How Do We Define This Word?
What do you think of when you hear the word “integrity”?
Is it simply “the quality or state of being complete or undivided,” as the Merriam-Webster dictionary defines it?
If we behave the exact same way in private as we do in public, is that enough to say that we have integrity? By that definition, the people with the most integrity would be the schizophrenic and those with delusional disorders. They certainly don’t modulate their behavior in front of others.
Simply behaving the same way when we are alone as when we are in a crowd might meet this sterile definition of integrity, but it doesn’t mean that we’re behaving biblically.
Integrity is also sometimes defined as a “firm adherence to a code of especially moral or artistic values.” For believers, though, is rigid morality enough to qualify? If it were, why did Jesus Christ scorn the Pharisees steadfast devotion to the Old Testament law, plus all of their additions to keep a wide berth between them and sin?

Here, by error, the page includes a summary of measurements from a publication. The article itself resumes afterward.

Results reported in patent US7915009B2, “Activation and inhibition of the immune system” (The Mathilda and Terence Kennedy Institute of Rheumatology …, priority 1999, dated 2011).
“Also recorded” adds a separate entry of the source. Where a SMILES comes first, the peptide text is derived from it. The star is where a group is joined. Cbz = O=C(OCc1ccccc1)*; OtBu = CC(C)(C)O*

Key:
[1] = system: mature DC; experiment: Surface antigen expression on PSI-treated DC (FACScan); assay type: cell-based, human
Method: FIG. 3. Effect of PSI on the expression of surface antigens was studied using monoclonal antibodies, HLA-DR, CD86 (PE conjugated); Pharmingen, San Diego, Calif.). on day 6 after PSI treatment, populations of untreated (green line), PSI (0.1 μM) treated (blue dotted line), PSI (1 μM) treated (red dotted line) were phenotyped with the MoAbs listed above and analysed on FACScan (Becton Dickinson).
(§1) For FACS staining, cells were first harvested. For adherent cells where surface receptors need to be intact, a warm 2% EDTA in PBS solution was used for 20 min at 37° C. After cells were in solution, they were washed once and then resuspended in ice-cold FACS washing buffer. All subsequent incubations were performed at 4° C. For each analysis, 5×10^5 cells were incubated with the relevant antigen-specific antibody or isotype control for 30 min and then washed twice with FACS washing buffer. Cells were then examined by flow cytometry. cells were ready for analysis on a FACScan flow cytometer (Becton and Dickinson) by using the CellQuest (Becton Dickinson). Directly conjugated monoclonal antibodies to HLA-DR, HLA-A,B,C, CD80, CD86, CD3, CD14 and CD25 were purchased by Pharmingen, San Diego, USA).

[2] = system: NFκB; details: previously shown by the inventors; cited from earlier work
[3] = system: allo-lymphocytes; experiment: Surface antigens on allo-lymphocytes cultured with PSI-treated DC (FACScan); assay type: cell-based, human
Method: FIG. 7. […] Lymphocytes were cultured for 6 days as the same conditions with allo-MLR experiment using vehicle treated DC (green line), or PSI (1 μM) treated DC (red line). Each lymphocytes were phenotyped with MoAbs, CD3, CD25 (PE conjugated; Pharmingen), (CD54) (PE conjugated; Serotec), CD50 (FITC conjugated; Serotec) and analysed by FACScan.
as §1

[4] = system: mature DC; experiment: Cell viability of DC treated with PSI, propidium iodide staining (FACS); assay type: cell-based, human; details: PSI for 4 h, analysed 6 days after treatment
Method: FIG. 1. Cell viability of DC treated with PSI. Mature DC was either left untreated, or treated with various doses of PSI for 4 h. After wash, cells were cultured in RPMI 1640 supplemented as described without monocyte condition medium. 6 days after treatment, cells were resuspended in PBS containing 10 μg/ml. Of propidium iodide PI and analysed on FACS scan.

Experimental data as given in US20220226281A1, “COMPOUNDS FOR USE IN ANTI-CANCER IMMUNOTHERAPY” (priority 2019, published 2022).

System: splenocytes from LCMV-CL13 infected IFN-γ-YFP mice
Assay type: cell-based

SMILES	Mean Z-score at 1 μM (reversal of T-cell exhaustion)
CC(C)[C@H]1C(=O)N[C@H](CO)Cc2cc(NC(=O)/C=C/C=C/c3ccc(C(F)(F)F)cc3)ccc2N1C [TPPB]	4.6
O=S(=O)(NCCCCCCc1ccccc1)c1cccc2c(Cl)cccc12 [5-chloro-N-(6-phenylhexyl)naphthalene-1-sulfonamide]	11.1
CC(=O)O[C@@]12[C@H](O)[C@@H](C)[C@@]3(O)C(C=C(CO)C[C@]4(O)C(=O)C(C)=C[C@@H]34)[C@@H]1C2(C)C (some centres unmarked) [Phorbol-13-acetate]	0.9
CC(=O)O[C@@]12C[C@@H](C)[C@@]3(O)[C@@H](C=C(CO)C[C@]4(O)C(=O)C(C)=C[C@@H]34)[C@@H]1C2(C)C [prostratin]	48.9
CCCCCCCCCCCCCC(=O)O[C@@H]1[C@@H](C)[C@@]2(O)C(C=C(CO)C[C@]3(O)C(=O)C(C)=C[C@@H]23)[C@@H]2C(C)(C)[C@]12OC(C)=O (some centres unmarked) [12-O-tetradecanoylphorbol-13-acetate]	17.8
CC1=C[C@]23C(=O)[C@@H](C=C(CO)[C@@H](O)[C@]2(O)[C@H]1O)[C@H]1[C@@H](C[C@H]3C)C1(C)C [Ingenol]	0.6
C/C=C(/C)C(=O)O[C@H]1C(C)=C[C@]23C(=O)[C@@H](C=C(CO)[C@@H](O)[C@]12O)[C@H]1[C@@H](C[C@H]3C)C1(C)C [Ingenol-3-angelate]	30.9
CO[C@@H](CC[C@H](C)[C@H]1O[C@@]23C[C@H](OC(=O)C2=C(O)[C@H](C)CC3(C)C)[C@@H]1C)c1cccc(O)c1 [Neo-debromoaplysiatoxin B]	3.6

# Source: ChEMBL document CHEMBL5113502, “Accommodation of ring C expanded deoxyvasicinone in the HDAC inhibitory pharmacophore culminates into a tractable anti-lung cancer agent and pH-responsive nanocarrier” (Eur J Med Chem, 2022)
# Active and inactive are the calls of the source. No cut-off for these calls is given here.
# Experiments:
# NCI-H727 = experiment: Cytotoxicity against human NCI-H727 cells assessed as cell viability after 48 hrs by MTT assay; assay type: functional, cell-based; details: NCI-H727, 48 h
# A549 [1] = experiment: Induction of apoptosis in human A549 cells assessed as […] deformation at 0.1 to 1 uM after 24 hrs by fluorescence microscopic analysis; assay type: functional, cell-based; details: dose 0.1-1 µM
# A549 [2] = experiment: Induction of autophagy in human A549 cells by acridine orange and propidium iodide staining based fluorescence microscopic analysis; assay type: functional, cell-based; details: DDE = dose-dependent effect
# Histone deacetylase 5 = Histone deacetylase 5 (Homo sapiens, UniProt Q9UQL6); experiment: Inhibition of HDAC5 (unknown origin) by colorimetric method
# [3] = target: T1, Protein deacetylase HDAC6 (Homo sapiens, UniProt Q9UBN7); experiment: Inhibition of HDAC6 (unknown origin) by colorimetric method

What if, instead, biblical integrity had everything to do with us and a God whose Son was the only person on earth to live perfectly?
After citing Galatians 5:22-25 and the fruits of the Spirit, Ryan Hamm notes in his article on leading with integrity, “Such a list is a command to live a life of the highest integrity, a life that brings goodness and blessings to all people.
“In short, the Christian command to integrity is a command to both talk and walk in the way of Jesus. It's a life marked by love, compassion, mercy, justice, and honoring God's call above everything else.”